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Towards Confrontation With Iran.

Complicating the situation is the role of the Shi'ite theocracy of Iran among both Shi'ite and Sunni groups in Iraq, as well as among Neo-Salafi Kurds active in the north. Whether or not this is related to Iran's stand-off with the West over Tehran's nuclear ambitions has been the question of debate in the international community. Tehran's theocracy is also suspicious of American plans for regime change in Iran, while the US suspects an Iranian-Syrian alliance of being behind attacks against Israel by Hizbollah of Lebanon and Hamas in the Gaza Strip.

Israel seems has Washington's blind eye to its waging of two wars simultaneously against Hamas in Gaza and Hizbollah in Lebanon. Hizbollah had complicated the issue by kidnapping two Israeli soldiers and killing eight other Israeli troops on July 12 - with Hamas having already kidnapped an Israeli soldier before. Almost immediately on July 12 Israel launched a wide-scale military offensive in Lebanon. By July 15, Lebanon had become isolated as Israel had enforced a total blockade of the country by land, sea and air. Israel also appeared ready for a possible attack against Syria.

The chance of any quick breakthrough on the nuclear issue evaporated on July 12 when Iranian negotiator Ali Larijani said in Brussels that Iran was not ready yet to respond to a European-American offer of incentives in exchange for halting its uranium enrichment programme. The Bush administration had been expecting an ambiguous Iranian response, and it agreed earlier with its allies that anything short of a clear "yes" would be taken as a "no". But for administration officials who had argued for the diplomatic opening to Iran, Tehran's non-response was still a disappointment.

US officials saw nothing positive in Larijani's July 12 meeting with Javier Solana, the EU foreign policy chief. On July 13, the foreign ministers from the five permanent members of the UN Security Council (UNSC) and Germany decided to refer the Iranian case back to the UNSC.

US experts had been warning in recent weeks that a divided and suspicious theocracy in Tehran did not yet appear ready to make significant concessions. But Washington's strategy for now is one of diplomatic pressure. The first step will be to push the Iranian issue to the UNSC. US officials say Russia and China had promised they would back at least some limited UN measures against Iran if Tehran balked at negotiations, and President Bush wants a strong statement criticising Iran at the July 15-17 G-8 summit in St. Petersburg.

With Israel now seeking to "break Hizbollah" in Lebanon and so the same to Hamas in Gaza, US officials expect a period of jockeying over the next few months - a long summer of pressure and counter-pressure between Washington and Tehran, in which the parties test and probe each other's resolve. The Bush administration wants to avoid rhetorical bombast and US-Iranian confrontation, preferring a steady international pressure campaign which makes clear to the Iranians that they must make a choice.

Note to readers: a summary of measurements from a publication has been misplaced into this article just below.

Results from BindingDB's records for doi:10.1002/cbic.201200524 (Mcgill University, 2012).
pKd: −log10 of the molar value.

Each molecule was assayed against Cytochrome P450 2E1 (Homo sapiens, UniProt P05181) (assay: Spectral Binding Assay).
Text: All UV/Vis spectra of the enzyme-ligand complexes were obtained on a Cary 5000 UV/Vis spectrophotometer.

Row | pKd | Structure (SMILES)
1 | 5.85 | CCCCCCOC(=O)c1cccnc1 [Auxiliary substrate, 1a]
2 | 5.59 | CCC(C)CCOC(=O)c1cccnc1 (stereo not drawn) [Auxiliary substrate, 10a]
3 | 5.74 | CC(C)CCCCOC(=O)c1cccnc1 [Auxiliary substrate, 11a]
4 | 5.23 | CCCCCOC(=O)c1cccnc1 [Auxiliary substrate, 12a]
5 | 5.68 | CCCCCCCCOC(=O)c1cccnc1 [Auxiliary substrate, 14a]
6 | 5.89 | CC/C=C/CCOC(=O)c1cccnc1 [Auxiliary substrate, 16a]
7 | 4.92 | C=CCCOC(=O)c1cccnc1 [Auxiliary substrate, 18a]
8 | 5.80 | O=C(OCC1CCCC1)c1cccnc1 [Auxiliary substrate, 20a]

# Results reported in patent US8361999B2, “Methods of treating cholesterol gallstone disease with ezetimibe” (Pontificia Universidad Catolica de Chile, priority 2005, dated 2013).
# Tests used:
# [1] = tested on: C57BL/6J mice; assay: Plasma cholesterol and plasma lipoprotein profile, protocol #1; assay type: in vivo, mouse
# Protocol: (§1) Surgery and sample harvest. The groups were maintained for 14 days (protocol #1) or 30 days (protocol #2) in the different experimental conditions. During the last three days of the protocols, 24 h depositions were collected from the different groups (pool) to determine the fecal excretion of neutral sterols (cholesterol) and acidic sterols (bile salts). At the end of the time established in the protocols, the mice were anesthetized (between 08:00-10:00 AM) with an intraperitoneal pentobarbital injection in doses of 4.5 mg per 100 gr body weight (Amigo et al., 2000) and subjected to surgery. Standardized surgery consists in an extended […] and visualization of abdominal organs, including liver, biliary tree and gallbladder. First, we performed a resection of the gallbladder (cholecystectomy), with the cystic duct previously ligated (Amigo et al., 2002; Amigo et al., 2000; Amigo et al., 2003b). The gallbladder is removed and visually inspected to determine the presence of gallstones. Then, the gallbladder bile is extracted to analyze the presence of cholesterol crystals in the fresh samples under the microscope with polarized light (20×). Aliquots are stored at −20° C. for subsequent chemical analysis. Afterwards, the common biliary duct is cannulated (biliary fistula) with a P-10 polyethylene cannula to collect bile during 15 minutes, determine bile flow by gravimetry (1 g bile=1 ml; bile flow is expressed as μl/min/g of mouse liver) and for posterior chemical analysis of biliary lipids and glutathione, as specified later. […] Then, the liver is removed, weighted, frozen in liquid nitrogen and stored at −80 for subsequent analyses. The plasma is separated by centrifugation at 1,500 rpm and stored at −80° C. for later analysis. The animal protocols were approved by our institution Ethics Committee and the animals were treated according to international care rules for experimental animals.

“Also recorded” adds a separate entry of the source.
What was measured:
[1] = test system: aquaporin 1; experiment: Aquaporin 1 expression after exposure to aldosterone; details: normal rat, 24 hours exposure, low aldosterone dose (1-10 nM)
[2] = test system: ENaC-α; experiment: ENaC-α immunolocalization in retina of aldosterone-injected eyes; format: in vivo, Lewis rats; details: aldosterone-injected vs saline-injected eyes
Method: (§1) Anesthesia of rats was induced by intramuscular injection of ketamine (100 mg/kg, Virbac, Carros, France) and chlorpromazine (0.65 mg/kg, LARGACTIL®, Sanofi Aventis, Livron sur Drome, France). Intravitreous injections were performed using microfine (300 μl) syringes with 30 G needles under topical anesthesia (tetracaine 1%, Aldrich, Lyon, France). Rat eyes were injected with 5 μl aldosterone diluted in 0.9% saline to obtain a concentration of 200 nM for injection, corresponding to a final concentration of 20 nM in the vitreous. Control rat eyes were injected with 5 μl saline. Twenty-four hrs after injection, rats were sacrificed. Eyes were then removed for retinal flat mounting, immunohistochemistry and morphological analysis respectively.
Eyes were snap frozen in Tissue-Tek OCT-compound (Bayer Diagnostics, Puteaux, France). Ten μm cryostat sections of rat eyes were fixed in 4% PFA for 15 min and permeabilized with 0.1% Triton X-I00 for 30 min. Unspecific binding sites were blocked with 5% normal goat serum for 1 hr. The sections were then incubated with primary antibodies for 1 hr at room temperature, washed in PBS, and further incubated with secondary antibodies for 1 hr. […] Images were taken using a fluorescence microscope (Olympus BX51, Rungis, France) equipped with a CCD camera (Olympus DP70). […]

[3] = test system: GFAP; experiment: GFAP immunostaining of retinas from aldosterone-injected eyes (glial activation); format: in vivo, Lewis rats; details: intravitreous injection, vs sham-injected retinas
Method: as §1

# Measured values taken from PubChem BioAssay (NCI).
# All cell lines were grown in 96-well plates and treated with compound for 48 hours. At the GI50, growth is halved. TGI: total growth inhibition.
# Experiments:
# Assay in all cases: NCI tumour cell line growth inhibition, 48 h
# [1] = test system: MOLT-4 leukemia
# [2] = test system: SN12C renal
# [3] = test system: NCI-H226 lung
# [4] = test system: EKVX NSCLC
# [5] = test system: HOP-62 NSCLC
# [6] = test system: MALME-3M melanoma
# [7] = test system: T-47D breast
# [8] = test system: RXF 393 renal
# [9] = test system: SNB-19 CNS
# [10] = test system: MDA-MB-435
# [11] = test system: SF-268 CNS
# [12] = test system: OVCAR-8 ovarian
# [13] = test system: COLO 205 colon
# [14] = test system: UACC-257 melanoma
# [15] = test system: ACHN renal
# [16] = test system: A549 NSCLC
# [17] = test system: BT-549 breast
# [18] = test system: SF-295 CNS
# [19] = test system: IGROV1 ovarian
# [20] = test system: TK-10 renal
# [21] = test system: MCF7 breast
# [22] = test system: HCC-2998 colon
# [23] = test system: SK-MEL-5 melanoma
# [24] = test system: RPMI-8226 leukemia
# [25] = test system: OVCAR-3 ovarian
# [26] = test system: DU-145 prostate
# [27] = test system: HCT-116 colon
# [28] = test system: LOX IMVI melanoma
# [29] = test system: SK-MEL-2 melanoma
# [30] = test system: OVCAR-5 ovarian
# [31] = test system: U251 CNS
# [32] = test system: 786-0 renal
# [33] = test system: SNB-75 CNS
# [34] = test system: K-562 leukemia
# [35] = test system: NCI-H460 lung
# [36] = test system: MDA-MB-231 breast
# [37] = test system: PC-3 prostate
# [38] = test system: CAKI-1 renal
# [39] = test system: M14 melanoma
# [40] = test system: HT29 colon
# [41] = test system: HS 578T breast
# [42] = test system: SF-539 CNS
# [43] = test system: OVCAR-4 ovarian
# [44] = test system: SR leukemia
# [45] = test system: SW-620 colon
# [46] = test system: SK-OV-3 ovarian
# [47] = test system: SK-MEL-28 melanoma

For months, the Iranian theocrats have been almost dismissive of US warnings - apparently convinced the US is so bogged down in Iraq that it lacks real leverage against Tehran. But the theocrats have been warned by Western experts that spurning a super-power is never a good idea.

The Shi'ite theocracy remains deeply suspicious of US policy - believing that it is the Americans who are adopting a strategy to delay, while maintaining their policy of regime change. A British expert says the best outcome from Washington's recent agreement to have a dialogue with Tehran is that it has produced some real debate within Iran, with both the moderate and radical theocrats mulling the proper response. That ferment will intensify in the autumn, when the Iranians will hold elections for their Assembly of Experts, a body dominated by the conservative camp.

"We have no choice but to return to the UN Security Council", said French Foreign Minister Philippe Douste-Blazy, summing up the conclusions of a meeting in Paris of the five permanent UNSC members plus Germany on July 13. He said: "Iran has failed to take the steps needed to allow negotiations to begin".

While Iran insists its purposes are peaceful, the US and EU fear it is moving closer to developing nuclear weapons. A new UNSC resolution would make it mandatory on Iran to halt enrichment. Previously Iran has been urged to suspend enrichment by the International Atomic Energy Agency (IAEA), the UN's nuclear monitor, but this was not legally binding - unlike a resolution. If Tehran failed to halt enrichment by a certain period, probably one to two months, it could face more UNSC resolutions which would begin to impose sanctions.

The FT on July 14 quoted a European diplomat as saying: "The Iranians do not want to find themselves in a position where they are excluded from normal relations with the rest of the world", adding that possible sanctions ranged from "specific measures against Iran's nuclear and ballistic missile programmes to [in the longer term] wider measures".